What are the symptoms of iron deficiency anemia?

If you suspect you have anemia, you should see your health care provider who will do a physical exam as well as blood tests to make a diagnosis, and treat the condition if you do have anemia. Some symptoms your doctor may ask you about include: Blue-tinged or very pale whites of eyes; Brittle nails; Decreased appetite; Fatigue; Headache; Irritability; Pale skin color; Shortness of breath; Sore tongue; Unusual food cravings (called pica); Weakness & fatigue which usually gets worse when you do something physical. These symptoms may (or may not) be related to iron or anemia, so if you suspect you are anemic, or have some of these symptoms, make sure to see your health care provider.
Symptoms of iron deficiency anemia can include feeling weak, tired and/or irritable, having problems concentrating or being unable to handle hard exercise sessions very well.  Because iron is essential for the formation and use of hemoglobin, a protein that delivers oxygen throughout the body, and myoglobin, a protein that transports oxygen to muscles, low levels of iron lead to fatigue.

Iron deficiency actually occurs in three stages that get worse as iron levels plummet: depletion, marginal deficiency and anemia.

The following groups have an increased risk of developing iron deficiency anemia:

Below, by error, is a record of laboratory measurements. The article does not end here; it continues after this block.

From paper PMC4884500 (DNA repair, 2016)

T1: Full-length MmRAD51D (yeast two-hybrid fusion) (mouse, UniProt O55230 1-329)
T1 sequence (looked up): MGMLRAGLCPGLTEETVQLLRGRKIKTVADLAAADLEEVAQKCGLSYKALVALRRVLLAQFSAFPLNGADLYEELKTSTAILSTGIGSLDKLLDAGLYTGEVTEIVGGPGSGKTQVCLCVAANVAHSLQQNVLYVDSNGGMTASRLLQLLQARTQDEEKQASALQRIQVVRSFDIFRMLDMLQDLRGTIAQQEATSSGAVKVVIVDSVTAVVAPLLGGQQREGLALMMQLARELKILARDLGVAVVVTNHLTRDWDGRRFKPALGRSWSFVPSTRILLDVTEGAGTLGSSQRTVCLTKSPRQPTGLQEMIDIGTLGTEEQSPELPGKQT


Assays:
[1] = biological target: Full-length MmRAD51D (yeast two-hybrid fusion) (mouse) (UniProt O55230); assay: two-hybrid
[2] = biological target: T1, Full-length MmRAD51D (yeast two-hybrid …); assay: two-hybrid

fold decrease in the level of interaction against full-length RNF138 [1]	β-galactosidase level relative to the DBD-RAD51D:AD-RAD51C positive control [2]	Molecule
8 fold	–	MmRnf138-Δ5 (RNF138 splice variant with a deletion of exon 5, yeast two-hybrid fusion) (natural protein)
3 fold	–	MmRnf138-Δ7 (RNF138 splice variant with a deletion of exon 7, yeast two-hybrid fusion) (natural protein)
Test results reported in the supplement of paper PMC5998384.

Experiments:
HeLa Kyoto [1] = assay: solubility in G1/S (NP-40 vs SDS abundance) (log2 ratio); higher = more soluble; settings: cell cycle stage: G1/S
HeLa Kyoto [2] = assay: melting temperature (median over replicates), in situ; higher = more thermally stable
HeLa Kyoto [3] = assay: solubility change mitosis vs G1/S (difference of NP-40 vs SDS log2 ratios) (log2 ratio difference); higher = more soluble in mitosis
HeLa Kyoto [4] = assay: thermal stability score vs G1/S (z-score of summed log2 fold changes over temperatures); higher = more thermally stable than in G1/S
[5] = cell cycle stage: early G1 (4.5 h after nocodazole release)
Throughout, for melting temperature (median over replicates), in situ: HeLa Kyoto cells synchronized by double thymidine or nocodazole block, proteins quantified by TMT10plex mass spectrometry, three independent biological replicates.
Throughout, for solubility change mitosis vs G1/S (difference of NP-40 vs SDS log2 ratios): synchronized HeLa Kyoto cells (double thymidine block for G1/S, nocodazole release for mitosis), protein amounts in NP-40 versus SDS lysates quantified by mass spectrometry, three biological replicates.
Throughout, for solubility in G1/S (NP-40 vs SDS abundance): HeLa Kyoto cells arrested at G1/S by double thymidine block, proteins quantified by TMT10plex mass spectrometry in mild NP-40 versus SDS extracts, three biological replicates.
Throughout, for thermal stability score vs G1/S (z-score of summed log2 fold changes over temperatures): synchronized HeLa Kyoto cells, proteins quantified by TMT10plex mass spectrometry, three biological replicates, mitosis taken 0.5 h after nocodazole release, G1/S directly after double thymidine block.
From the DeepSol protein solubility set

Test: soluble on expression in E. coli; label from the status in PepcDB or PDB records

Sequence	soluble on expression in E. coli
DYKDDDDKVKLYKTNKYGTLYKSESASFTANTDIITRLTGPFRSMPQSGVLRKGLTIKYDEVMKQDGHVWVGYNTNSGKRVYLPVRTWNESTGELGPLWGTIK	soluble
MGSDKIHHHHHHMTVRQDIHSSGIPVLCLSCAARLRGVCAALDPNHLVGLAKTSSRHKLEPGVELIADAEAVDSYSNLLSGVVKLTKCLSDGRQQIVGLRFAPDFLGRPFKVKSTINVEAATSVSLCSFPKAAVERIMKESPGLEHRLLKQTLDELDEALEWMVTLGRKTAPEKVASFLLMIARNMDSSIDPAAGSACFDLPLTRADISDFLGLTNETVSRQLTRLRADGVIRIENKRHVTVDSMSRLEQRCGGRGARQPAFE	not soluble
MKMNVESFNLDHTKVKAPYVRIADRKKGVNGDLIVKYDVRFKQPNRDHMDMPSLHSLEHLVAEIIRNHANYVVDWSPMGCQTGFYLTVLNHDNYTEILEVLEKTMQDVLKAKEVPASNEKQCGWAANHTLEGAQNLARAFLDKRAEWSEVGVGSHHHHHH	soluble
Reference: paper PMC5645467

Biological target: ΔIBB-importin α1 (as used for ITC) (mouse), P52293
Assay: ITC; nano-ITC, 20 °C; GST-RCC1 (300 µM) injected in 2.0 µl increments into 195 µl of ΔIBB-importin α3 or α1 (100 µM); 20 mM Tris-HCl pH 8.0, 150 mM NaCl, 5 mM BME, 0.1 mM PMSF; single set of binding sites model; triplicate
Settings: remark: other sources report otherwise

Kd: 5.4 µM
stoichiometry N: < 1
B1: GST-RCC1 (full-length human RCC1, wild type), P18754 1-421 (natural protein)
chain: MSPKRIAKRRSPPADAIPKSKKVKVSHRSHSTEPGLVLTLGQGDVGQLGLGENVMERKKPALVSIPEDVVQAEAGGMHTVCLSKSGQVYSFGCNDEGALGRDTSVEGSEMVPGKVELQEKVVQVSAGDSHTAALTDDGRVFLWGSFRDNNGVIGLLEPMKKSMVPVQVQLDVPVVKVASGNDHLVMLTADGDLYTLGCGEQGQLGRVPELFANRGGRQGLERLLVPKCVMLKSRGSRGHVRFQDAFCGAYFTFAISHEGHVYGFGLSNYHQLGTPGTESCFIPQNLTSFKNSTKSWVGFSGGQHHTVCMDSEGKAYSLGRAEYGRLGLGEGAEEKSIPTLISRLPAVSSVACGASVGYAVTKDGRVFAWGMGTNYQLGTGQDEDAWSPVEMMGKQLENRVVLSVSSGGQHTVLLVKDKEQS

• women
  • teenage girls
  • distance runners
  • vegetarian athletes
  • female athletes
  • those who lose a significant amount of blood during their menstrual cycle
  • people who take excessive amounts of antacids
  • people with certain digestive diseases such as celiac disease 
If you are anemic, you may find yourself having a tough time getting enough air when you exercise, while your muscles may feel like dead weight. Correcting iron deficiency anemia will reduce muscle fatigue and improve endurance.

Continue Learning about Anemia

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Important: This content reflects information from various individuals and organizations and may offer alternative or opposing points of view. It should not be used for medical advice, diagnosis or treatment. As always, you should consult with your healthcare provider about your specific health needs.